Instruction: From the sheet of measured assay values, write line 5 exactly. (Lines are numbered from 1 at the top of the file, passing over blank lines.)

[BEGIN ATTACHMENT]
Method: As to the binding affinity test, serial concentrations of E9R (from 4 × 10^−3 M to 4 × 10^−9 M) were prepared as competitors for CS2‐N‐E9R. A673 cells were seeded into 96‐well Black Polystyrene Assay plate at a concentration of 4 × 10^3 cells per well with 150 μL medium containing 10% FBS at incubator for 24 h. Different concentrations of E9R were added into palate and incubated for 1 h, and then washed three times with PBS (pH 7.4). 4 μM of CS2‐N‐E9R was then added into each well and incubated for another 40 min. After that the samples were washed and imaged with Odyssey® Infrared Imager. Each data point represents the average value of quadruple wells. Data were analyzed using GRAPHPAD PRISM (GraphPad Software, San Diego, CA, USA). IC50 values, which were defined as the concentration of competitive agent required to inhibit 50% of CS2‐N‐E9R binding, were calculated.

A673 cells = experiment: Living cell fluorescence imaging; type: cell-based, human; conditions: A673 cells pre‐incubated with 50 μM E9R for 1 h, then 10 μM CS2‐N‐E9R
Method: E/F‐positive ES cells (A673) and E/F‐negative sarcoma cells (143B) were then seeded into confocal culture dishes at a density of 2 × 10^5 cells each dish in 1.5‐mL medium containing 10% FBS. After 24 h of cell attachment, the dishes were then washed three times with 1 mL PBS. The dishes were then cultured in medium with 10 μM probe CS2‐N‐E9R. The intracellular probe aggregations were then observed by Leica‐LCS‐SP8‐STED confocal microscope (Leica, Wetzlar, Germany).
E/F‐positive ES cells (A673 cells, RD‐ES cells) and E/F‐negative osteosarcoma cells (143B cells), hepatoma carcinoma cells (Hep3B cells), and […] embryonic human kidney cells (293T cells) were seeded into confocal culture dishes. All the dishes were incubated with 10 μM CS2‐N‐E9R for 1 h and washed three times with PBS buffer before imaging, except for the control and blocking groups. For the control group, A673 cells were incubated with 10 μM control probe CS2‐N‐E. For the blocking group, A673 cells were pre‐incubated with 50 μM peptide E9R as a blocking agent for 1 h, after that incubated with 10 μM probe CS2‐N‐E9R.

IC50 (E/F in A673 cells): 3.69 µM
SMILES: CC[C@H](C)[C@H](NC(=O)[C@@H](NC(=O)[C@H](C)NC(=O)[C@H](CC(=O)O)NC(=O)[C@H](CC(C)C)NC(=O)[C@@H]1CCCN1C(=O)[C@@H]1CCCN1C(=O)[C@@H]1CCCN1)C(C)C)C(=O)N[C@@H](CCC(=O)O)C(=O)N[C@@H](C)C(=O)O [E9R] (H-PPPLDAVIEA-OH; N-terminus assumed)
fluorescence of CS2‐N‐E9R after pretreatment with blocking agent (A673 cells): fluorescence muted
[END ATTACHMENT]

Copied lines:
IC50 (E/F in A673 cells): 3.69 µM